How to grow alcantarea, an amazing tropical plant for your garden
If you want to draw attention to your garden, alcantarea is one of the fastest growing bromeliads that you should consider, as it has a spectacular foliage shape and color. Landscapers, generally, tend to plant the alcantarea with other resistant plants such as: aloe, ginger, cordyline or heliconia.
The alcantarea grows up to two meters tall and almost the same wide, making it a splendid plant, ideal for places where there is full sun or partial shade. If you don’t have room to plant it outside, don’t worry, you can place it in a large container.
This wonderful plant is available in 16 species, but the most popular is Alcantarea imperialis Rubra. The foliage of this plant is grayish-green tinged with red, but in cold climates it can change color to a deep maroon.
Bromeliad thrives in a variety of climates and can tolerate light frosts once they are established. Plant the alcantarea in full sun or martial shade and protect it from strong winds.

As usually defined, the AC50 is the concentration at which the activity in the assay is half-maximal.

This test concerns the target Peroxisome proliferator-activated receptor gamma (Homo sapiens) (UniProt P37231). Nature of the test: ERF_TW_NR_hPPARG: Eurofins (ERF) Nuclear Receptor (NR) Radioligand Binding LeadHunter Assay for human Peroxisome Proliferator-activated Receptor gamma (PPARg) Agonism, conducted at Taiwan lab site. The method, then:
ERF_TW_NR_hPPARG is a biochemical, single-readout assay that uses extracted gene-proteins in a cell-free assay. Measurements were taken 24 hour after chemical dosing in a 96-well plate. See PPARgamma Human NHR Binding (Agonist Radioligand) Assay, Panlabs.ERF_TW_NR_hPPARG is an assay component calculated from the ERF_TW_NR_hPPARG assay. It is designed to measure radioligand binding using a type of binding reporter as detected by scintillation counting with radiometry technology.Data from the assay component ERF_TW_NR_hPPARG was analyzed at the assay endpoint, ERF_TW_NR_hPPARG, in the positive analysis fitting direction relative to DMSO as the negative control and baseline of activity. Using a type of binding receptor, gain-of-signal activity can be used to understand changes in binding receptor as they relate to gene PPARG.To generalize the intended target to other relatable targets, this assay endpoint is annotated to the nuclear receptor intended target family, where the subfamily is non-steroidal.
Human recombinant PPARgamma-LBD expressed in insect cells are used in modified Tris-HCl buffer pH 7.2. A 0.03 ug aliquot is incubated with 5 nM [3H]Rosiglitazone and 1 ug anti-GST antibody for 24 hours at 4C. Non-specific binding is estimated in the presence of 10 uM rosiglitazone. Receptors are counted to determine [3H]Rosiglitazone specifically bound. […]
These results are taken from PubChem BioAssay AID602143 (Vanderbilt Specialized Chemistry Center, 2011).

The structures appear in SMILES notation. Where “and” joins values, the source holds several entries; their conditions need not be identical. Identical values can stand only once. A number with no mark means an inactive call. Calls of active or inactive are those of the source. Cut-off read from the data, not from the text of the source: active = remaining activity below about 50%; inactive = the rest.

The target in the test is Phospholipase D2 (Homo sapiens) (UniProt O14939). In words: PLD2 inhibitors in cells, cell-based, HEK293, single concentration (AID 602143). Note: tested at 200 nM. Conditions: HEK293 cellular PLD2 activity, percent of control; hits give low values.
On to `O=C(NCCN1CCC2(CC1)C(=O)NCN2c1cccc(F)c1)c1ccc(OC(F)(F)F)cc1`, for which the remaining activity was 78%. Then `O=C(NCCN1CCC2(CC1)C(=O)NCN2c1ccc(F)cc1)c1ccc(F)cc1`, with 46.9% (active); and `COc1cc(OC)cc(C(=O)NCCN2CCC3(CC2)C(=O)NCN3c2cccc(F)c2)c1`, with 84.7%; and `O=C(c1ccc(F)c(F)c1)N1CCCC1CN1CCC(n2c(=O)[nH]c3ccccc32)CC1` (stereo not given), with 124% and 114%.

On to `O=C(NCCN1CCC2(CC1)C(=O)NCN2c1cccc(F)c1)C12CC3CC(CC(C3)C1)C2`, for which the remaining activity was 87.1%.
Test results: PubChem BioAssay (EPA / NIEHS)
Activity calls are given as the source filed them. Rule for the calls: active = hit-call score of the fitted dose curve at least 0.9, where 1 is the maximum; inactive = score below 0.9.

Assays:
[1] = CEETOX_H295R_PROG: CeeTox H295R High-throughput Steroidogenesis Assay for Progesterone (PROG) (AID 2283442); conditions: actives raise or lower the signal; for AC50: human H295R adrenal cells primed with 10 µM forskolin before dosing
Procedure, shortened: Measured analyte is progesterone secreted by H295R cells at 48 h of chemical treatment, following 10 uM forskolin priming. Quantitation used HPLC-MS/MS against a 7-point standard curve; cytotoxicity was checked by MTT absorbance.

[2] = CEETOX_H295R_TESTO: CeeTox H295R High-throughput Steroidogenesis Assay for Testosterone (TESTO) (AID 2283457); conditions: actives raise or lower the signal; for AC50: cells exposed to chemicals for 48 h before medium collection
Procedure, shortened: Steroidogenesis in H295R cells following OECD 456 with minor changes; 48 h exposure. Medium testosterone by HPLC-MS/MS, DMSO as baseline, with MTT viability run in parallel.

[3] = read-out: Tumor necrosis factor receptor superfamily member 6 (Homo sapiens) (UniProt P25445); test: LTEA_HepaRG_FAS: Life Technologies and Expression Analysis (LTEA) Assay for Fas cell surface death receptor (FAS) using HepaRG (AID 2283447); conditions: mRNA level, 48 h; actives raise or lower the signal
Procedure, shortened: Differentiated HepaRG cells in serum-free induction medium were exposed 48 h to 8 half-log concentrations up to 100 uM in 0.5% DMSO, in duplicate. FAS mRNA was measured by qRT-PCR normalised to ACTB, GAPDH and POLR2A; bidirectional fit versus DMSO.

Alcantarea thrives in most climates, from tropical to temperate and even cool, frost-free areas. It can tolerate light frosts once established.
Plant in full sun to part shade and protect from strong winds. Red tones of ‘Rubra’ develop best in full sun.
Extremely free-draining soils or potting mix is essential, as wet soggy roots are fatal. If soil isn’t well draining, build up beds with orchid mix and plant alcantarea on top, taking care not to plant too deeply. Maintain the same soil level as in the original container.
They need little water, relying on rainfall, except in the hottest, dry periods. Mist over plant and around root zone with fine spray when humidity is low; there’s no need to fill the centre cup.
Little is needed, but a sprinkle of controlled-release fertiliser such as Yates Acticote or Scotts Osmocote Plus Trace Elements around the root zone in spring will help.
Choose large pots at least 50 cm to one meter wide and deep with several drainage holes and fill with orchid mix (peat mix, leaf compost, orchid substrate or sphagnum moss). Remember that the best soil to plant is one that has good drainage, since wet and soggy roots are extremely harmful to the plant. However, spray on the plant and around the roots when the humidity is low and fertilize around the root zone in spring with a controlled-release fertilizer.
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